keywords = "Antidepressive Agents, Chronic Disease, Comorbidity, Cost-Benefit Analysis, Depressive Disorder, Major, Humans, Netherlands, Journal Article, Multicenter Study, Randomized Controlled Trial, Research Support, Non-U.S. Gov't",
author = "Horn, {Eva K} and {van Benthem}, {Tjeerd B} and {Hakkaart-van Roijen}, Leona and {van Marwijk}, {Harm W J} and Beekman, {Aartjan T F} and Rutten, {Frans F} and {van der Feltz-Cornelis}, {Christina M}",
year = "2007",
month = "2",
day = "26",
doi = "10.1186/1472-6963-7-28",
language = "English",
volume = "7",
pages = "28",
journal = "BMC Health Services Research",
issn = "1472-6963",
publisher = "BioMed Central",

}

RIS (suitable for import to EndNote) - Download

TY - JOUR

T1 - Cost-effectiveness of collaborative care for chronically ill patients with comorbid depressive disorder in the general hospital setting, a randomised controlled trial

AU - Horn, Eva K

AU - van Benthem, Tjeerd B

AU - Hakkaart-van Roijen, Leona

AU - van Marwijk, Harm W J

AU - Beekman, Aartjan T F

AU - Rutten, Frans F

AU - van der Feltz-Cornelis, Christina M

PY - 2007/2/26

Y1 - 2007/2/26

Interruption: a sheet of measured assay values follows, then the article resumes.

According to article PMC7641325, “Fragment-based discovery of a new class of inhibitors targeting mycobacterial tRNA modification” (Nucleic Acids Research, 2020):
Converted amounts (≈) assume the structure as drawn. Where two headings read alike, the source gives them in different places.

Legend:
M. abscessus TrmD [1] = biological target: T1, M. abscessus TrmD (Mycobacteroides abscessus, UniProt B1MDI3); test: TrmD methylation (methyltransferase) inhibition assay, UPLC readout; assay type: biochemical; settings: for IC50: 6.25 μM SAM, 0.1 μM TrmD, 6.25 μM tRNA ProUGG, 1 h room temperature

N2 - BACKGROUND: Depressive disorder is one of the most common disorders, and is highly prevalent in chronically ill patients. The presence of comorbid depression has a negative influence on quality of life, health care costs, self-care, morbidity, and mortality. Early diagnosis and well-organized treatment of depression has a positive influence on these aspects. Earlier research in the USA has reported good results with regard to the treatment of depression with a collaborative care approach and an antidepressant algorithm. In the UK 'Problem Solving Treatment' has proved to be feasible. However, in the general hospital setting this approach has not yet been evaluated.METHODS/DESIGN: CC: DIM (Collaborative Care: Depression Initiative in the Medical setting) is a two-armed randomised controlled trial with randomisation at patient level. The aim of the trial is to evaluate the treatment of depressive disorder in general hospitals in the Netherlands based on a collaborative care framework, including contracting, 'Problem Solving Treatment', antidepressant algorithm, and manual-guided self-help. 126 outpatients with diabetes mellitus, chronic obstructive pulmonary disease, or cardiovascular diseases will be randomised to either the intervention group or the control group. Patients will be included if they have been diagnosed with moderate to severe depression, based on the DSM-IV criteria in a two-step screening method. The intervention group will receive treatment based on the collaborative care approach; the control group will receive 'care as usual'. Baseline and follow-up measurements (after 3, 6, 9, and 12 months) will be performed by means of questionnaires. The primary outcome measure is severity of depressive symptoms, as measured with the PHQ-9. The secondary outcome measure is the cost-effectiveness of these treatments according to the TiC-P, the EuroQol and the SF-36.DISCUSSION: Earlier research has indicated that depressive disorder is a chronic, mostly recurrent illness, which tends to cluster with physical comorbidity. Even though the treatment of depressive disorder based on the guidelines for depression is proven effective, these guidelines are often insufficiently adhered to. Collaborative care and 'Problem Solving Treatment' will be specifically tailored to patients with depressive disorders and evaluated in a general hospital setting in the Netherlands.